This problem was not so easy to solve; at least, no satisfactory answer to it suggested itself to his friend, and nothing was left to him except to insist again and again, how grave and serious, and in many senses how dangerous, the whole undertaking was; and at least that they ought maturely to consider how they had better enter upon it. Edward agreed to this, and consented to wait before he took any steps; but only under the condition that his friend should not leave him until they had come to a perfect understanding about it, and until the first measures had been taken.
Men who are complete strangers, and wholly indifferent to one another, if they live a long time together, are sure both of them to expose something of their inner nature, and thus a kind of intimacy will arise between them. All the more was it to be expected that there would soon be no secrets between our two friends, now that they were again under the same roof together, and in daily and hourly intercourse. They went over again the earlier stages of their history, and the Major confessed to Edward that Charlotte had intended Ottilie for him at the time at which he returned from abroad, and hoped that some time or other he might marry her. Edward was in ecstasies at this discovery; he spoke without reserve of the mutual affection of Charlotte and the Major, which, because it happened to fall in so conveniently with his own wishes, he painted in very lively colors.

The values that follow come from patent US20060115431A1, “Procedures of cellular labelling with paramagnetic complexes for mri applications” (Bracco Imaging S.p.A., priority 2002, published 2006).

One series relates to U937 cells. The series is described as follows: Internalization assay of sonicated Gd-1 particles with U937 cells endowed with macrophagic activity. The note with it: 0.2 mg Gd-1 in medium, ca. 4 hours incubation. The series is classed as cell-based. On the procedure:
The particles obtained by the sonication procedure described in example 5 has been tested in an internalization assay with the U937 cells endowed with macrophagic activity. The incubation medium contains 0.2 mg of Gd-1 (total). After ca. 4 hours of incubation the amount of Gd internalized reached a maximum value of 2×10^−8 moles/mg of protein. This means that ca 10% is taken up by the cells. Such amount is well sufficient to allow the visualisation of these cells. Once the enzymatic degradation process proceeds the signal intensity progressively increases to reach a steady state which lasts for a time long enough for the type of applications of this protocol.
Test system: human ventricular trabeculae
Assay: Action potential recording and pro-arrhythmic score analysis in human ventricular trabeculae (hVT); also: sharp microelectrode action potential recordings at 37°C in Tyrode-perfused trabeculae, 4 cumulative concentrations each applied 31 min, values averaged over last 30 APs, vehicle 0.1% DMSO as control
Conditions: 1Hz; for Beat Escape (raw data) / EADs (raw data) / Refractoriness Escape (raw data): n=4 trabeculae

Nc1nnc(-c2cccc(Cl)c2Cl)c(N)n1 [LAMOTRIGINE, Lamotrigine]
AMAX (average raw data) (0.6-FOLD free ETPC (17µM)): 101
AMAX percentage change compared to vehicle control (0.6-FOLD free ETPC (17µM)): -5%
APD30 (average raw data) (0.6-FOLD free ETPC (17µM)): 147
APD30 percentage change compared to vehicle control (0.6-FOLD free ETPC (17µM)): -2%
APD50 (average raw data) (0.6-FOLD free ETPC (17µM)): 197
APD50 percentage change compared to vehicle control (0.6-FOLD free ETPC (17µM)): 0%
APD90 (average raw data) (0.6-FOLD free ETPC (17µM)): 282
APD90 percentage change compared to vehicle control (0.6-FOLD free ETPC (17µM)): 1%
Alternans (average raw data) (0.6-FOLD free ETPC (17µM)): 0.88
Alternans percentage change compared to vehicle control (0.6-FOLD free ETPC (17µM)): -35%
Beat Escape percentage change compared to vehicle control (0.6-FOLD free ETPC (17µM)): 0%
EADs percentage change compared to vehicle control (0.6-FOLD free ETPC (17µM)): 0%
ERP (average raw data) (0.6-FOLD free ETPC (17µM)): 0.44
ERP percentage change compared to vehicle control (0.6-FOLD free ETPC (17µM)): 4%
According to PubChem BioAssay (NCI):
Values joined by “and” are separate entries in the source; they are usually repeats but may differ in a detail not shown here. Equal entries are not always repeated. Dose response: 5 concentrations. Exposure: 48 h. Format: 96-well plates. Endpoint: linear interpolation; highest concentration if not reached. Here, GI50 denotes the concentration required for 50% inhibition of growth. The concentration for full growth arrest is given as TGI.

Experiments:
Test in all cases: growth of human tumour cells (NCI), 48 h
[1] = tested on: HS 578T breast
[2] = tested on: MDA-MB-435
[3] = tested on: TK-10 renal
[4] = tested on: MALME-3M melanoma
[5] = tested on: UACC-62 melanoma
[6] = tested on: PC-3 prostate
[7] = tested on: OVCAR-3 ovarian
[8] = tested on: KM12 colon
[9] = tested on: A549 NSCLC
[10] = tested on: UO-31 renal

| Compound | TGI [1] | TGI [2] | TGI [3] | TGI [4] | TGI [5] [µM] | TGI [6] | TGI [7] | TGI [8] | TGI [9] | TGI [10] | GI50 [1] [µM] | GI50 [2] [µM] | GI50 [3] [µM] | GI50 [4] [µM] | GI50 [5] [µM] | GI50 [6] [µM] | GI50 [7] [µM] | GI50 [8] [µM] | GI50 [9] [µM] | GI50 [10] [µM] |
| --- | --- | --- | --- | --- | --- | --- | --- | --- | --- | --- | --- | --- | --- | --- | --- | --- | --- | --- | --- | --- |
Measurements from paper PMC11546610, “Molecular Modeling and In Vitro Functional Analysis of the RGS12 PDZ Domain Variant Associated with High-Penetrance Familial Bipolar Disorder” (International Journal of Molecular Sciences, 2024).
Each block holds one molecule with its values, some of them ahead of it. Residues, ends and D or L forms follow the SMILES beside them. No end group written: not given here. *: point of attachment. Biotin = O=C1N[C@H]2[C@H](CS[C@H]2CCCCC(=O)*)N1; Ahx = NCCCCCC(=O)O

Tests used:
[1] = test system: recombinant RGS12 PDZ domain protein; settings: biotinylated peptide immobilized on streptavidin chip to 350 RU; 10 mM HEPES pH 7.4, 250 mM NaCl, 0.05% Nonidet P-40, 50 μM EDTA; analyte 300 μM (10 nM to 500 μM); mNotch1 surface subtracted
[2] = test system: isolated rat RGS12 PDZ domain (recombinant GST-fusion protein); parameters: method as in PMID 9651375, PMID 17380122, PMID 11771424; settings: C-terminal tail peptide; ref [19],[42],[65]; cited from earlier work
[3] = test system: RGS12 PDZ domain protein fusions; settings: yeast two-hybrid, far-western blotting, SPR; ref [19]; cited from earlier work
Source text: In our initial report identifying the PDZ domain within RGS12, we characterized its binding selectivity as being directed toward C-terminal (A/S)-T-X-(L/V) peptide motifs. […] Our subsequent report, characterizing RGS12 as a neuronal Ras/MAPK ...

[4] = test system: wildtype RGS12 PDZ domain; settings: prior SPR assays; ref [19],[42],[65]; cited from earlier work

Deny it altogether, the Major could not; at the same time, he could not altogether acknowledge it. But Edward only insisted on it the more. He had pictured the whole thing to himself not as possible, but as already concluded; all parties had only to resolve on what they all wished; there would be no difficulty in obtaining a separation; the marriages should follow as soon after as possible, and Edward could travel with Ottilie.